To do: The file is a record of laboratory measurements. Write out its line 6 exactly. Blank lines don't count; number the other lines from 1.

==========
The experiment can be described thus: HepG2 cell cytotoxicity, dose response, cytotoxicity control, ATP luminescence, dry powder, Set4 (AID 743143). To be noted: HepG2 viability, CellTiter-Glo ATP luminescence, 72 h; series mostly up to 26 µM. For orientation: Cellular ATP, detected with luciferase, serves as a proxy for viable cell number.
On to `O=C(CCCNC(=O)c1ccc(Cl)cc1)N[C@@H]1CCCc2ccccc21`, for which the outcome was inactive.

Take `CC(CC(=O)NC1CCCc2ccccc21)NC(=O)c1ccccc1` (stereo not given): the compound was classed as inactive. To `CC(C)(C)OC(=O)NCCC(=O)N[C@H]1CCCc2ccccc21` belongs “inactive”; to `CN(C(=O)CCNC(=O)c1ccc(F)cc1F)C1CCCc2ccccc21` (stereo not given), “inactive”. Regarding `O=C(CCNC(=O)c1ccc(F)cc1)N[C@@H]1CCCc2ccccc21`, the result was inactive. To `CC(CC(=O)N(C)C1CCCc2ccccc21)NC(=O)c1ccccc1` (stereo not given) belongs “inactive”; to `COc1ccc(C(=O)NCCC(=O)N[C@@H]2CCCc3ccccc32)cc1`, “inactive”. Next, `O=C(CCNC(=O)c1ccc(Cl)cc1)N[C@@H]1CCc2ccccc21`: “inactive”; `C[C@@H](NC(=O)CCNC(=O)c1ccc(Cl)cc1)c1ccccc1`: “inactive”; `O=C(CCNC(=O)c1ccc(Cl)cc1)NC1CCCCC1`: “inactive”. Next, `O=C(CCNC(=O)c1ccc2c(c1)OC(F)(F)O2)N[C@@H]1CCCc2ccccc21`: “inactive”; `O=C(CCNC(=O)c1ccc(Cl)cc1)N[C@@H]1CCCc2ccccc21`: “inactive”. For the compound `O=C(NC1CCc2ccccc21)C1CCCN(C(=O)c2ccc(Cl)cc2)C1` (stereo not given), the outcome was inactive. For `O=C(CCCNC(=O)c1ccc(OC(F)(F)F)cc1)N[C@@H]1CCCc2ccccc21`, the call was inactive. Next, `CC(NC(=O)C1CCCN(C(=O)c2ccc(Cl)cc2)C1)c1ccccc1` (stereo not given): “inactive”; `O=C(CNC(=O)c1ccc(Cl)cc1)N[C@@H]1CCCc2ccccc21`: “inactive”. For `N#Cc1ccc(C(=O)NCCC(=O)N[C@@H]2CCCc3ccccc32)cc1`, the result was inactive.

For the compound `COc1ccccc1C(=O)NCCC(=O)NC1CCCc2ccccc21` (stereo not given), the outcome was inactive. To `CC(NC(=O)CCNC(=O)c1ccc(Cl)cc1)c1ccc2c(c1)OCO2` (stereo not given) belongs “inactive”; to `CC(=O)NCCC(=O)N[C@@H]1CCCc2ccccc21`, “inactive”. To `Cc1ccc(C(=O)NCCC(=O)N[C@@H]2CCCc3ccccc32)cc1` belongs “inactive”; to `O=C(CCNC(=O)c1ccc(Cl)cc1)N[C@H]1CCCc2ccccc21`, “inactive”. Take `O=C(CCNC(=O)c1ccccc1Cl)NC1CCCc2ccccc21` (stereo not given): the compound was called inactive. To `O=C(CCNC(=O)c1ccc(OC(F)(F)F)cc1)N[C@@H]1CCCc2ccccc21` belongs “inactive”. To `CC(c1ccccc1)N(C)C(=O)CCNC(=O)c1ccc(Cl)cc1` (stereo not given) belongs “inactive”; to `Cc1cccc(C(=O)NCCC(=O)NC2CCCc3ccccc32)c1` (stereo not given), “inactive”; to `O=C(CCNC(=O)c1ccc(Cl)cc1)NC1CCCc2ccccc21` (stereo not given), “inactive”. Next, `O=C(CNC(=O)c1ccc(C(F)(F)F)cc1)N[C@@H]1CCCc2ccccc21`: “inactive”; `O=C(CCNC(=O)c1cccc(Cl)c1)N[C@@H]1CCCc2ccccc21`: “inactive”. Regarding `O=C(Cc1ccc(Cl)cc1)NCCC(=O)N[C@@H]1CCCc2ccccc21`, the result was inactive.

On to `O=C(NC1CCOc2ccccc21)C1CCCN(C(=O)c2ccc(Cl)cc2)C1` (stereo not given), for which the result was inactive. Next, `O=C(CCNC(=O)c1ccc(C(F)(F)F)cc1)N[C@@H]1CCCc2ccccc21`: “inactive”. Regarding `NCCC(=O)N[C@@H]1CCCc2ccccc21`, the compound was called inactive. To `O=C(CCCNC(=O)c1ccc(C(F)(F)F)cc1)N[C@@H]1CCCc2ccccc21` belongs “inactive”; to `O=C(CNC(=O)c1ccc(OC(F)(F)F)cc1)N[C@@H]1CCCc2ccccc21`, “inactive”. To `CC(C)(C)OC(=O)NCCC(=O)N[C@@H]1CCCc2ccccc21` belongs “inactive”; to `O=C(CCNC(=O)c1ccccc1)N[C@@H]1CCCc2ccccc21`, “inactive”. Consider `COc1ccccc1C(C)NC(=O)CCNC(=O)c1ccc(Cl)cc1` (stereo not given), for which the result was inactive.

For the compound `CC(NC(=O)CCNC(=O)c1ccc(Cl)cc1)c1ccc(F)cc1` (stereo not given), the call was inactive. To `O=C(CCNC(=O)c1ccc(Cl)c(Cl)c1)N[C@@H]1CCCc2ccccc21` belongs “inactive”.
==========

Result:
For the compound `CC(NC(=O)CCNC(=O)c1ccc(Cl)cc1)c1ccc(F)cc1` (stereo not given), the call was inactive. To `O=C(CCNC(=O)c1ccc(Cl)c(Cl)c1)N[C@@H]1CCCc2ccccc21` belongs “inactive”.